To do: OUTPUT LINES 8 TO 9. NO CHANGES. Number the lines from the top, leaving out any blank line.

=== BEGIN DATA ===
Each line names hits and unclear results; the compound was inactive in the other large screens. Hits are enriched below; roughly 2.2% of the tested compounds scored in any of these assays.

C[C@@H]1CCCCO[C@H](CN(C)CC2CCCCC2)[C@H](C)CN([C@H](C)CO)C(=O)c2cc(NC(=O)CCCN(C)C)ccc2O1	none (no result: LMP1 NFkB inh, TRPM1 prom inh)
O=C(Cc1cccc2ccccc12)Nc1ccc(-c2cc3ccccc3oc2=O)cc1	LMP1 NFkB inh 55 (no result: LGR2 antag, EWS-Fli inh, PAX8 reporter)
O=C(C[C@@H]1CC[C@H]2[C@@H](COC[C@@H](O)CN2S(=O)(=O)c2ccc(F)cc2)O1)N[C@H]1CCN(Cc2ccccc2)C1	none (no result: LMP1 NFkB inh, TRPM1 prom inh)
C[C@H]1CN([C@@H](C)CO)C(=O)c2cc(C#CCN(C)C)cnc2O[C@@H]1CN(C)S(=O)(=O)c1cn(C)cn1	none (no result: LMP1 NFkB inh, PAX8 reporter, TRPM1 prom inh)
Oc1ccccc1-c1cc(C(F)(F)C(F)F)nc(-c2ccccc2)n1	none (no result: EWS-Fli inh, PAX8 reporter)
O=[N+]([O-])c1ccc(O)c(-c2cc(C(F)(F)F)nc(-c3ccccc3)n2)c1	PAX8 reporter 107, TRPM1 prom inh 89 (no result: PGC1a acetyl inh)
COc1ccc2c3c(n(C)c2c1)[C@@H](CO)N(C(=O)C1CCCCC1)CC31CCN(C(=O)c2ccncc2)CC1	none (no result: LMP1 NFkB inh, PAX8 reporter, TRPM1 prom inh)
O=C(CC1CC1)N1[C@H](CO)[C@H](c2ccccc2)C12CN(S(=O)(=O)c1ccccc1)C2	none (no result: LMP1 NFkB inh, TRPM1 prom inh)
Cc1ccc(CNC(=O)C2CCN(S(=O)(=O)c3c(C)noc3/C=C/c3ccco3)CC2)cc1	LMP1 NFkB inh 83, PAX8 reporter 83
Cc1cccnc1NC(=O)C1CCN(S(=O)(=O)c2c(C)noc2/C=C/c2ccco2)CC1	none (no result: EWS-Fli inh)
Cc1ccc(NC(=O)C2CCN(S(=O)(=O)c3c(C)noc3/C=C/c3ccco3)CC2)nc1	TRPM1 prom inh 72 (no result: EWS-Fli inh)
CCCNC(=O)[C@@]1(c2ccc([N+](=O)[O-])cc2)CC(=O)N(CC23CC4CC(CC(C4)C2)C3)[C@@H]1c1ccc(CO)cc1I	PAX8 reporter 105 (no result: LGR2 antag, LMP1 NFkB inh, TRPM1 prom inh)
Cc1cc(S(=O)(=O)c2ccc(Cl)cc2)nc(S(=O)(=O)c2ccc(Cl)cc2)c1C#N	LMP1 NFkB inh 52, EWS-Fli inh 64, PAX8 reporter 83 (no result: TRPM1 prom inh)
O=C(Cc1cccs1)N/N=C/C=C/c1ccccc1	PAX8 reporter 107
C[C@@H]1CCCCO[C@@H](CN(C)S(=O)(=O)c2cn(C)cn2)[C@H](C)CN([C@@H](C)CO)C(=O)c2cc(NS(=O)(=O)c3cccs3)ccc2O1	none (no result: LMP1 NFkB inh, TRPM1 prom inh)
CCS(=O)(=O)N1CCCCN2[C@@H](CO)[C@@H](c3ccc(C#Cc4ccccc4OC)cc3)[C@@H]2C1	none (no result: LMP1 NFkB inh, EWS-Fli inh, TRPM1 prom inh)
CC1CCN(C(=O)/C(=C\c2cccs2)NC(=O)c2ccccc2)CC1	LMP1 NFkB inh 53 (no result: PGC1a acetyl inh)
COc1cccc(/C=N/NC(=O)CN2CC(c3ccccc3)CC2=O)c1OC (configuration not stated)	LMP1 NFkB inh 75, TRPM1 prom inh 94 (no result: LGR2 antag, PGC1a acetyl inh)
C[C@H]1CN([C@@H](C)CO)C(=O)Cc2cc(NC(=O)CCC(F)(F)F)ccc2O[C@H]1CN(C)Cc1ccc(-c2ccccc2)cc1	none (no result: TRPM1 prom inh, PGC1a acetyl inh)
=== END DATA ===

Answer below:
COc1ccc2c3c(n(C)c2c1)[C@@H](CO)N(C(=O)C1CCCCC1)CC31CCN(C(=O)c2ccncc2)CC1	none (no result: LMP1 NFkB inh, PAX8 reporter, TRPM1 prom inh)
O=C(CC1CC1)N1[C@H](CO)[C@H](c2ccccc2)C12CN(S(=O)(=O)c1ccccc1)C2	none (no result: LMP1 NFkB inh, TRPM1 prom inh)